Watching the March 8 Primary Results

There are two states that matter most on the primary calendar Tuesday night, Michigan and Mississippi. They carry the most delegates and they will answer important questions for both Democrats and Republicans.

Mississippi will test whether front-runners Hillary Clinton and Donald Trump can maintain the momentum they have shown so far in southern states. Michigan tests how the Democratic and GOP fields perform in the industrial Midwest.

As you watch the results Tuesday night the summaries and maps below will help explain and make sense of the numbers.

Michigan

 

The Republicans: There are three big counties to watch for the GOP. First, watch Macomb, the light orange county north of Detroit in the east side (a Middle Suburb). Macomb was the birthplace of Reagan Democrats and should be good for Mr. Trump. Look for big margins for him there if he’s doing well.

Ingham County, a College Town in tan in the middle of the state, is home to the state capital. Up to this weekend those state capital counties had been good for Sen. Marco Rubio. With Mr. Rubio struggling in the polls, does the establishment vote go to Ohio Gov. John Kasich? If Mr. Kasich is going to have a good night he probably needs Ingham.

Ottawa County, a social conservative hub in the west of the state, has one of the largest evangelical Christian populations. That, plus higher incomes and education levels, say this should be good for Texas Sen. Ted Cruz. He’ll want to win here by a good margin to have a good night.

 

The Democrats: One big test for Mrs. Clinton is the margins she draws out of big urban counties with large African American populations. Keep an eye on Wayne, the Big City county that is home to Detroit (in pink), as well as Genesee and Saginaw, the Middle Suburb homes of Flint and Saginaw (in light orange).

If Vermont Sen. Bernie Sanders is going to have a good night he’ll want good margins out of the College Towns in the state (in tan). Watch Washtenaw (University of Michigan), Kalamazoo (Western Michigan U.) and Isabella (Central Michigan U.). Ingham, which is home to the state capital of Lansing and Michigan State U., would be a big win for him, but probably a stretch.


Mississippi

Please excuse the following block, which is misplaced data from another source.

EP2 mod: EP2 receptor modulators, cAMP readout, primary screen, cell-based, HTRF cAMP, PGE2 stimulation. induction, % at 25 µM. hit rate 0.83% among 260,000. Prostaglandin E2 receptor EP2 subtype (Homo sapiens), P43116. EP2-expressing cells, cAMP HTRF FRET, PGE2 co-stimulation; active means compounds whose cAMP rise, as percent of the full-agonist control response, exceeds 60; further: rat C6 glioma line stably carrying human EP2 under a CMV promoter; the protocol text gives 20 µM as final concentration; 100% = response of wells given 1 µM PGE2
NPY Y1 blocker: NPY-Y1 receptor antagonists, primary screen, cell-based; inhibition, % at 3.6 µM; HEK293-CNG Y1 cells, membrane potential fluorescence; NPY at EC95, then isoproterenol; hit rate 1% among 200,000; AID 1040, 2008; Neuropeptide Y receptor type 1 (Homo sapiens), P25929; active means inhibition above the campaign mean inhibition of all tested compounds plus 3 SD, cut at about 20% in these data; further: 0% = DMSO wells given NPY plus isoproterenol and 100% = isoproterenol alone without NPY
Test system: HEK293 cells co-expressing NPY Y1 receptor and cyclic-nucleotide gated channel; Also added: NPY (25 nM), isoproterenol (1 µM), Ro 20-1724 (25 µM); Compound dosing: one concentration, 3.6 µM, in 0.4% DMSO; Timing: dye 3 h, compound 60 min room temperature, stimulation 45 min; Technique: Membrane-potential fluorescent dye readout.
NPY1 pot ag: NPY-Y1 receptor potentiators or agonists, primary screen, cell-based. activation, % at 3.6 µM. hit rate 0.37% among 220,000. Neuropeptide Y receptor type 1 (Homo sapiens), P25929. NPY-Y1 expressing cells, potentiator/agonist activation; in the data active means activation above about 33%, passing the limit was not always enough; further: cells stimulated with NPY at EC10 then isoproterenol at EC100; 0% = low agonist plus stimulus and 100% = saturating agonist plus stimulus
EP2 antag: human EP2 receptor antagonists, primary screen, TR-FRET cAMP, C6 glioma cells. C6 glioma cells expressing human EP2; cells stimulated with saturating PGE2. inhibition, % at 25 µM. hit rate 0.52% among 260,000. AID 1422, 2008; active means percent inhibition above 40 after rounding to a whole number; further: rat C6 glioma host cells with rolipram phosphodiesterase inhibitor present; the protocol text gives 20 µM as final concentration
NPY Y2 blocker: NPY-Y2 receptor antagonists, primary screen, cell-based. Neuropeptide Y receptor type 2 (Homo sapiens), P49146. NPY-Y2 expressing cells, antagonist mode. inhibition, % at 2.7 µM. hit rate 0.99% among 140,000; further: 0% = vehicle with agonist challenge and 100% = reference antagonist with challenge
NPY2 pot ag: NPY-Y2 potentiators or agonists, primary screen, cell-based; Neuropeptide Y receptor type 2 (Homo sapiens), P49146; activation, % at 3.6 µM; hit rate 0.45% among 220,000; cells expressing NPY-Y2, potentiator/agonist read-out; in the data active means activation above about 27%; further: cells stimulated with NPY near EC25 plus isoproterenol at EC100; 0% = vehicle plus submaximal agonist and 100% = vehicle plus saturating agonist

Republicans: One of the most interesting findings of the GOP race so far has been Mr. Trump’s success in communities with large African American populations. In those counties he doesn’t win black voters (there simply aren’t many in Republican nominating contests), rather he wins white voters who live in communities with large African American populations. Baring that in mind, keep an eye on the African American South counties (in green) that dominate the western side of Mississippi. This should be Trump country.

Mr. Cruz’s hopes in the state likely hinge on the Evangelical Hub counties (in purple) and Rankin County, an Exurb (in yellow), that is next to the state capital of Jackson and has a large evangelical population and higher incomes. The test may be whether lower-income evangelicals vote for him or go for Mr. Trump. In earlier contests those lower-income evangelicals went for Mr. Trump.

Democrats: For Mrs. Clinton, African American voters have been her firewall, giving her huge margins of victory. Mississippi’s African American South counties (in green) should give her a big win here. She’s also won in the Urban Suburbs (dark orange) and Exurbs (yellow) in other states. Those are big population centers in Mississippi.

The state doesn’t set up as well for Mr. Sanders. He does well in rural counties with large white populations such as the counties the ACP calls Rural Middle America. That was one reason for his big wins in states such as Kansas and Oklahoma this weekend. But those places are in short supply in Mississippi. The state is also light on his other big strength, the College Towns (in tan). There are the homes of the University of Mississippi (Lafayette) and Mississippi State U. (Oktibbeha). But the total enrollment of the schools is less than 50,000 total and they have good sized African American enrollment. Mr. Sanders hasn’t done as well with those voters.

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